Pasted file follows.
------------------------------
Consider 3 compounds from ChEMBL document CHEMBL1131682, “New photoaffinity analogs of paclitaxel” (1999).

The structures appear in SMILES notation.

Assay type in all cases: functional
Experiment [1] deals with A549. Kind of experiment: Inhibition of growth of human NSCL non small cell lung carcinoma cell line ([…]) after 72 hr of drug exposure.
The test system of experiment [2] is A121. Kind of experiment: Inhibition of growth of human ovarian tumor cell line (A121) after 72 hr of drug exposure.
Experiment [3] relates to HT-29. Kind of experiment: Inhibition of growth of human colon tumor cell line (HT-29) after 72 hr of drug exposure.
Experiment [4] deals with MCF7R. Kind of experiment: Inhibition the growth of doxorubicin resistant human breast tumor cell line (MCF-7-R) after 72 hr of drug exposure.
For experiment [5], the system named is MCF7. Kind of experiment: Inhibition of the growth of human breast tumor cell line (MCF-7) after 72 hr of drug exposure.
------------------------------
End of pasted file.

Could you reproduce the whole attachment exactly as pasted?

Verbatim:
Consider 3 compounds from ChEMBL document CHEMBL1131682, “New photoaffinity analogs of paclitaxel” (1999).

The structures appear in SMILES notation.

Assay type in all cases: functional
Experiment [1] deals with A549. Kind of experiment: Inhibition of growth of human NSCL non small cell lung carcinoma cell line ([…]) after 72 hr of drug exposure.
The test system of experiment [2] is A121. Kind of experiment: Inhibition of growth of human ovarian tumor cell line (A121) after 72 hr of drug exposure.
Experiment [3] relates to HT-29. Kind of experiment: Inhibition of growth of human colon tumor cell line (HT-29) after 72 hr of drug exposure.
Experiment [4] deals with MCF7R. Kind of experiment: Inhibition the growth of doxorubicin resistant human breast tumor cell line (MCF-7-R) after 72 hr of drug exposure.
For experiment [5], the system named is MCF7. Kind of experiment: Inhibition of the growth of human breast tumor cell line (MCF-7) after 72 hr of drug exposure.